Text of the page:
McKesson seeks to remove San Mateo County's suit over controlled substances orders to federal court

By Charmaine Little | Aug 8, 2018

SAN FRANCISCO – A drug distributor the County of San Mateo sued over allegations it didn’t report suspicious opioid activity has filed a notice of removal to transfer the case to federal court.

SAN FRANCISCO – A drug distributor the County of San Mateo sued over allegations it didn’t report suspicious opioid activity has filed a notice of removal to transfer the case to federal court.

McKesson Corp. filed the notice of removal to transfer the case from San Francisco County Superior Court to the U.S. District Court for the Northern District of California on July 26. 

The county of San Mateo sued McKesson, along with Cardinal Health Inc. and AmerisourceBergen Corp., on June 20 over allegations the defendants failed to report suspicious opioid orders, breaching their responsibilities under the Controlled Substances Act to identify and report skeptical orders for controlled substances, as well as their duty to not fill the orders. 

The county sued the defendants on allegations of public nuisance, unfair competition, negligence and false advertising.

McKesson said the U.S. District Court would be a more proper venue because the plaintiff’s allegations raise a federal issue concerning the Controlled Substances Act.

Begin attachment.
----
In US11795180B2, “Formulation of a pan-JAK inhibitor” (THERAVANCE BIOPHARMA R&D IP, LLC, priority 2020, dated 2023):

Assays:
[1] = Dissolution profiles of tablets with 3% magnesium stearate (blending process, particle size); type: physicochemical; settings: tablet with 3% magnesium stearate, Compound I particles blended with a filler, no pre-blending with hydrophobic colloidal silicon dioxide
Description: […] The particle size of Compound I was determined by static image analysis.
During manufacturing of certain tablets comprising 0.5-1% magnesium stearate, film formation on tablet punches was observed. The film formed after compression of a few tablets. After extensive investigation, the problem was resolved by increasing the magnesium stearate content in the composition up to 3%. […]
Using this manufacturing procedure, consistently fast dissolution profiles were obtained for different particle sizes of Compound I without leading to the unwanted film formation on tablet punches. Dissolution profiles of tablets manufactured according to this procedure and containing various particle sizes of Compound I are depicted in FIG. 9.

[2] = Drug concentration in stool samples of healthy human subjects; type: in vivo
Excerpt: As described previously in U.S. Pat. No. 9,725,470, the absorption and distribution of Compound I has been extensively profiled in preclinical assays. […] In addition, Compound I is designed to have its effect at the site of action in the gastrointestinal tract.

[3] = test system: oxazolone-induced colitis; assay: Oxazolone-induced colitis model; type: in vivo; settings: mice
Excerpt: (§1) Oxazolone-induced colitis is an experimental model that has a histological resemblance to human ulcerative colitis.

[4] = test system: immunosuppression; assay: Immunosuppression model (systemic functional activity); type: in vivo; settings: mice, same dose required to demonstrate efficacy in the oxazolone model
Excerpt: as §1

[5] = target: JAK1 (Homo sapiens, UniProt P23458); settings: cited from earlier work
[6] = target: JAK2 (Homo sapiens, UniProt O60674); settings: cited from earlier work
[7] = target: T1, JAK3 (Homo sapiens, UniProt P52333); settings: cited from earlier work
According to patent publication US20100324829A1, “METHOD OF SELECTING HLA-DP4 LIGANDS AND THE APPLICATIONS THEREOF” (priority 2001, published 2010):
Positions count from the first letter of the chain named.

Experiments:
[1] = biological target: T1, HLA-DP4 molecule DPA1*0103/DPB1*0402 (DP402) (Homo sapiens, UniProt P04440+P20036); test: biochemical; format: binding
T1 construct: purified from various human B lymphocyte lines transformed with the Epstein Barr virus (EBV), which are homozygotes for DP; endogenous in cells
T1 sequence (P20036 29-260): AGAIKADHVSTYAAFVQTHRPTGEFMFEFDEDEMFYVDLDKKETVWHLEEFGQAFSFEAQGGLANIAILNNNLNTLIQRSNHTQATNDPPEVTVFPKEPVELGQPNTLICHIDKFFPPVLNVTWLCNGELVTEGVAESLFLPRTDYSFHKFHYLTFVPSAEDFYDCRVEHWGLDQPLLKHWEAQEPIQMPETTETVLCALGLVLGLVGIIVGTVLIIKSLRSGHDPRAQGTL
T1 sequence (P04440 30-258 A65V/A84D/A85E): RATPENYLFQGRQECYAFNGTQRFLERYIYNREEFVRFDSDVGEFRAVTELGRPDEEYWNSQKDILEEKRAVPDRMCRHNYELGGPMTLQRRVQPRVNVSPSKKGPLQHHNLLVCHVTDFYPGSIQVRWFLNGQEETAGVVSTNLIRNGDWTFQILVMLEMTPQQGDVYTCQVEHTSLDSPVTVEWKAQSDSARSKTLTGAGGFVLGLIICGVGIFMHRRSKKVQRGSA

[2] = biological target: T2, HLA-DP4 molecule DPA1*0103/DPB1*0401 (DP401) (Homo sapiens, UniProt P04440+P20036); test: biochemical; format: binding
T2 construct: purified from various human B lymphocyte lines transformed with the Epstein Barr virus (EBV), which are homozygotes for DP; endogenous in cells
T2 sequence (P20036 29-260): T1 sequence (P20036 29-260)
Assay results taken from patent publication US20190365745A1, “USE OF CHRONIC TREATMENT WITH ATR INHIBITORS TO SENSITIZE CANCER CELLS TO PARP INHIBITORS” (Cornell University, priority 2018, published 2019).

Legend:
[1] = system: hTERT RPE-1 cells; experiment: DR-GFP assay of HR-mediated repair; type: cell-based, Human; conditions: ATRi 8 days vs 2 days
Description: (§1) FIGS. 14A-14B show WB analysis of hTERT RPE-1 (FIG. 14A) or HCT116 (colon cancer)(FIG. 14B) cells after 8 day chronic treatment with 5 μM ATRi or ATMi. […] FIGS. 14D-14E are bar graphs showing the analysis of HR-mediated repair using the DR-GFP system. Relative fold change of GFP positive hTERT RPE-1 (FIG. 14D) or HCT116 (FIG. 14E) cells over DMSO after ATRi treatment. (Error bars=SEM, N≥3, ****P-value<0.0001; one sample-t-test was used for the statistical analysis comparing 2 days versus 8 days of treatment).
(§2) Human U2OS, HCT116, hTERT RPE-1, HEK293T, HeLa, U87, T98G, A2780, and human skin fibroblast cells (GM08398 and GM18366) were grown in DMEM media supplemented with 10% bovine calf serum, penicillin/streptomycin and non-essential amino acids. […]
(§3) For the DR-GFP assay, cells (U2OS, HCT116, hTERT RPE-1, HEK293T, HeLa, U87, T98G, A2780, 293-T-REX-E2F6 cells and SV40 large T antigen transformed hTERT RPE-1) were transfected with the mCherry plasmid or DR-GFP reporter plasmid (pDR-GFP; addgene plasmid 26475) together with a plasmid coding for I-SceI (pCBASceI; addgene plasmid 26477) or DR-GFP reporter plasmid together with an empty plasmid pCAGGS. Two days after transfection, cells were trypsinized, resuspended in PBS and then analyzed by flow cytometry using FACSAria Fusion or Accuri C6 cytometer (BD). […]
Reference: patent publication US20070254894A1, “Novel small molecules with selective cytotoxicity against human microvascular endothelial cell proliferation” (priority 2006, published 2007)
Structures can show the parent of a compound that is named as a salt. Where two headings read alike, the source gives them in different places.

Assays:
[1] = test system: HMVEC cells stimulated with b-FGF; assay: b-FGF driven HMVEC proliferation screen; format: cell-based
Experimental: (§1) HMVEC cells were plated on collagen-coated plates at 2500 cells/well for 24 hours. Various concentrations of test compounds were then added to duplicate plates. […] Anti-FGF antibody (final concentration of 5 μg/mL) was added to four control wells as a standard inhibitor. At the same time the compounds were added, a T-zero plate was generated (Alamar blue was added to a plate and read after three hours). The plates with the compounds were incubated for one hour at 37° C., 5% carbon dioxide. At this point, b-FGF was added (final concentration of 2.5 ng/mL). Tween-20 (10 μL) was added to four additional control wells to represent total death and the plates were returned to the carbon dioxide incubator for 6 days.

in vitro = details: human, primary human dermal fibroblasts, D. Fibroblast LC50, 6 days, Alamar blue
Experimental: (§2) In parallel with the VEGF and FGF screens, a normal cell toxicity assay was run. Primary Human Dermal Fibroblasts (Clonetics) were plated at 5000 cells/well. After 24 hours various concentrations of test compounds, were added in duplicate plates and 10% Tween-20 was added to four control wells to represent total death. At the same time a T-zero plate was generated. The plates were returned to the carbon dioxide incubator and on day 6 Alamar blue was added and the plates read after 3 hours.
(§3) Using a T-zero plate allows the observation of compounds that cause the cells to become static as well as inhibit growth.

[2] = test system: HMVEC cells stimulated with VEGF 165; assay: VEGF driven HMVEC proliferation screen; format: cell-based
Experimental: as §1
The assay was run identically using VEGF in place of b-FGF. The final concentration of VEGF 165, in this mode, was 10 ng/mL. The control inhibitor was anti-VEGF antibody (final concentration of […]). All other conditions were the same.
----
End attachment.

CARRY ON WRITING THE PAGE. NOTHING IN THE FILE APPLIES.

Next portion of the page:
“Although plaintiff ostensibly pleads its theories of recovery against defendants as state law claims, it bases its underlying theory of liability on defendants’ alleged violations of federal law or alleged duties arising out of federal law,” McKesson explained in the notice. 

It said that even though the plaintiff did mention state regulations in its lawsuit, it failed to point to an actual state law that covers the “duty not to fill suspicious or excessive orders,” allegation, which is actually mentioned in the federal Controlled Substances Act.

McKesson also said the case meets the requirements of being held in a federal court because the claims are necessarily raised, disputed, substantial and able to be resolved in federal court without interfering with the federal-state relationship. McKesson added a removal to the U.S. District Court is fitting because the plaintiff’s lawsuit is one of more than 1,300 that have occurred around the country. Therefore, this is a national issue, not a local one, it alleges.

McKesson Corp. is represented by Clara J. Shin of Convington & Burling in San Francisco.

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